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Panel discussion will look at gerrymandering at the state level

Recent high-profile cases of partisan gerrymandering have prompted debates on electoral politics and redistricting.

Thursday, April 12, from 3:30 to 4:45 p.m., in Room 310 of the Eppley Building, Creighton University will host a trio of Nebraska legislators and policymakers for a panel discussion titled “Does it Happen Here? The Status and Future of Partisan Gerrymandering in Nebraska,” with the panel discussing various perspectives on redistricting in Nebraska.

Panelists are as follows:

  • Sen. Sue Crawford, PhD, a Nebraska state senator from Bellevue and professor of political science, this legislative session introduced LB 973, which would have changed Nebraska’s processes for redrawing electoral districts.
  • John Else is the public policy director for the Nebraska League of Women Voters, an organization opposed to gerrymandering.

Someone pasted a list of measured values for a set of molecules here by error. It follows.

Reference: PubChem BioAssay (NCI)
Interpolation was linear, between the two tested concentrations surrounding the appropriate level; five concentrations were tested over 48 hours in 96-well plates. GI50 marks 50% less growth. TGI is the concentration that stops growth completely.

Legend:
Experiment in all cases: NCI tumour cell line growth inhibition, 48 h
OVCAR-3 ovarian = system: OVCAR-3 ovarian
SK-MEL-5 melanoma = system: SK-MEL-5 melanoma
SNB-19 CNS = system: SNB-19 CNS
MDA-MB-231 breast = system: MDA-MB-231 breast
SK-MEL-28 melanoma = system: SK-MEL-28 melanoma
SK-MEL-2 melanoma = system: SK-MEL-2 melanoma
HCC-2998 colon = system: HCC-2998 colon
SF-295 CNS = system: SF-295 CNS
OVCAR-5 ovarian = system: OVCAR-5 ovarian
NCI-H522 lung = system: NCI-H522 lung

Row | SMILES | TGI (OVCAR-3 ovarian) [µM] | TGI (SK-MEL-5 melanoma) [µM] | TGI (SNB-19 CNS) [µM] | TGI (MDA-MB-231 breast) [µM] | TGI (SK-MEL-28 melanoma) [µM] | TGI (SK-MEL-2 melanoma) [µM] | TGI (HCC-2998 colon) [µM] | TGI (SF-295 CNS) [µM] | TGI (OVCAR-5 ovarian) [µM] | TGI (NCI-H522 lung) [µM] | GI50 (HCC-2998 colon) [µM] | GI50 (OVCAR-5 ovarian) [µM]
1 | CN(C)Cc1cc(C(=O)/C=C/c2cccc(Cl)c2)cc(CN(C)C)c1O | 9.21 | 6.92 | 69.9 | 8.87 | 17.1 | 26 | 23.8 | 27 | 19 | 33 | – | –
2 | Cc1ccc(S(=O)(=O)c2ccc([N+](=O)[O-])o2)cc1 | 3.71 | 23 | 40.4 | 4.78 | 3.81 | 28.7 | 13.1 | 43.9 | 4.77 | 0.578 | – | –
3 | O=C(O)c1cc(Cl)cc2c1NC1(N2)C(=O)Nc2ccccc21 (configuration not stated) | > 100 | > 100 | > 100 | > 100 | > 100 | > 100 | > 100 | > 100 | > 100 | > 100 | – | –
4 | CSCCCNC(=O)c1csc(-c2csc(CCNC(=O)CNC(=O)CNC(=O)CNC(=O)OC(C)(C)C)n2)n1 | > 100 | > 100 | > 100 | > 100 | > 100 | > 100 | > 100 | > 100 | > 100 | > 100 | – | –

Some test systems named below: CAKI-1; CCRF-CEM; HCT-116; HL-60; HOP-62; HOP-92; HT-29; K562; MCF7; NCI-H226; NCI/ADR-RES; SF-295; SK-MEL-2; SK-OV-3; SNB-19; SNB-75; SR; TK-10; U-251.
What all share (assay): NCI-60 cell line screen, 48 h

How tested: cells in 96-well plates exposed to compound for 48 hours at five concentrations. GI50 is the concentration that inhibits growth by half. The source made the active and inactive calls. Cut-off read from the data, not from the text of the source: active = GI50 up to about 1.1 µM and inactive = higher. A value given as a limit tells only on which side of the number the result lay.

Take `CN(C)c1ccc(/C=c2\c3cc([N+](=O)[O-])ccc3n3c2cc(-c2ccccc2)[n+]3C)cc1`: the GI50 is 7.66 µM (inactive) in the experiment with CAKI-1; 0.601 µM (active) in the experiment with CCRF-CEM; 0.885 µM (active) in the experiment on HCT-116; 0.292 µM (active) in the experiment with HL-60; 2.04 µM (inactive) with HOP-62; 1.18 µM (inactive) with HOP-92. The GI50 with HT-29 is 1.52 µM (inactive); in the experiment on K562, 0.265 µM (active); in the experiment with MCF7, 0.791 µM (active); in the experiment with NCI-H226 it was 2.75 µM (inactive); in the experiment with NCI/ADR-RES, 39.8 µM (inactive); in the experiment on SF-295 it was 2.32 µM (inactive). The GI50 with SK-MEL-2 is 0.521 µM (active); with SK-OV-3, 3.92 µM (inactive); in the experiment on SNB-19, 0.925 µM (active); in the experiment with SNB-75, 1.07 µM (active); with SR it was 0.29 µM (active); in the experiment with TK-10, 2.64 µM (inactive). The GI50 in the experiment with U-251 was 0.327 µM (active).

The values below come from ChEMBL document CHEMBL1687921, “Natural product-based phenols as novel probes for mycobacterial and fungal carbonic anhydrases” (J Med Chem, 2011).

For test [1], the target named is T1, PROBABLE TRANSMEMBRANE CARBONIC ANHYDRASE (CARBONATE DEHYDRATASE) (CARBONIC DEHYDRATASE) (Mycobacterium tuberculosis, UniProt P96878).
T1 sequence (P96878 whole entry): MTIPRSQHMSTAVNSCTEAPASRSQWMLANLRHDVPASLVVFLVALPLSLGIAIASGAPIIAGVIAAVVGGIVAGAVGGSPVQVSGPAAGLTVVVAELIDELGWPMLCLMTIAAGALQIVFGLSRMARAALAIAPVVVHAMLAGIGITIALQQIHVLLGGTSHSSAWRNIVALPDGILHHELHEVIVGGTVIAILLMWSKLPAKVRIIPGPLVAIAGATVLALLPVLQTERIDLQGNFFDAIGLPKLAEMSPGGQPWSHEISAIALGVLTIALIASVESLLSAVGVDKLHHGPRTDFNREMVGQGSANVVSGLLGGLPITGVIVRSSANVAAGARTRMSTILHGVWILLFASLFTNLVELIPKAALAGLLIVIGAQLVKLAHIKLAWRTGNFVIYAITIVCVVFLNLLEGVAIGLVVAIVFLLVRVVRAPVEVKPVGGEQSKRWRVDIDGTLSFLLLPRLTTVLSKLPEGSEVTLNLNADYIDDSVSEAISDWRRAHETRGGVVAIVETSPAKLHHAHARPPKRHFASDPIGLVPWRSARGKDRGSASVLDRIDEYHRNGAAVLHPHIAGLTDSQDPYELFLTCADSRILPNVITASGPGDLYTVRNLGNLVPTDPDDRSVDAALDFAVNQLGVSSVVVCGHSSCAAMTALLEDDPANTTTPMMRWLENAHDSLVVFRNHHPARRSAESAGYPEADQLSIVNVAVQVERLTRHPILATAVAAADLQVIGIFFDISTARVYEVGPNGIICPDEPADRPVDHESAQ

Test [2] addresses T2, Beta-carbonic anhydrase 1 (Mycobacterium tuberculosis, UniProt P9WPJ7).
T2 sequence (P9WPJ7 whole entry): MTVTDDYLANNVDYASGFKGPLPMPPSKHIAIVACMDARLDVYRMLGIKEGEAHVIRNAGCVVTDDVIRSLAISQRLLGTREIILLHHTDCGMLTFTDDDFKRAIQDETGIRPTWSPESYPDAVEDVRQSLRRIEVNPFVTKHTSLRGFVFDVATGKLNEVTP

• Sen. Bob Krist, of Omaha, has had a front-row seat to the redistricting process as his early years in the Unicameral were marked by the discussion over redrawing the state’s electoral boundaries.

The U.S. Supreme Court is presently considering two cases challenging partisan gerrymanders in Wisconsin and Maryland on constitutional grounds. A federal court in North Carolina has ruled state Republicans must redraw congressional districts, and the Pennsylvania Supreme Court has struck down the commonwealth’s districts as unlawful gerrymanders.

In 2018 in Nebraska, Republicans hold 31 out of 49 seats in the Unicameral, and bills have been introduced, unsuccessfully, to prevent state legislators from partisan gerrymandering.

At the national level, the 2012 general election witnessed Republicans win control of the House of Representatives, 234 to 201, despite 1.4 million more votes for Democratic candidates. A debate played out in the pages of the nation’s two most prominent newspapers, The New York Times and The Washington Post, about whether redistricting helped the Republicans.

This panel discussion is free and open to the public, sponsored by the Creighton 2040 Initiative and the Negotiation and Conflict Resolution Program at Creighton.

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